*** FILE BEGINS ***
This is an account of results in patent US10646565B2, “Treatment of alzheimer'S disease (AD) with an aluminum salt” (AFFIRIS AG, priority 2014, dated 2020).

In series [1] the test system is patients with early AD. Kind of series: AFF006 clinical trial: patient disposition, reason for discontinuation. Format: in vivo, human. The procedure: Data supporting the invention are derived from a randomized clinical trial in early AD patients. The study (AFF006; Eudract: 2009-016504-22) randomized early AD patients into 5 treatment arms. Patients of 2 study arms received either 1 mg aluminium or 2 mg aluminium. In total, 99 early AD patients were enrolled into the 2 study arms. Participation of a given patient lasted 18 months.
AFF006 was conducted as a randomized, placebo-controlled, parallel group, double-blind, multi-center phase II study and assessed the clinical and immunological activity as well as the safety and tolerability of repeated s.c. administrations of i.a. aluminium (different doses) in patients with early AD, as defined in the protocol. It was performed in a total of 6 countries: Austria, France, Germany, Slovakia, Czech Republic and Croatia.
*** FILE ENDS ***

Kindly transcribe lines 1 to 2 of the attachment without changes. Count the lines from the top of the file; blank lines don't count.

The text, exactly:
This is an account of results in patent US10646565B2, “Treatment of alzheimer'S disease (AD) with an aluminum salt” (AFFIRIS AG, priority 2014, dated 2020).

In series [1] the test system is patients with early AD. Kind of series: AFF006 clinical trial: patient disposition, reason for discontinuation. Format: in vivo, human. The procedure: Data supporting the invention are derived from a randomized clinical trial in early AD patients. The study (AFF006; Eudract: 2009-016504-22) randomized early AD patients into 5 treatment arms. Patients of 2 study arms received either 1 mg aluminium or 2 mg aluminium. In total, 99 early AD patients were enrolled into the 2 study arms. Participation of a given patient lasted 18 months.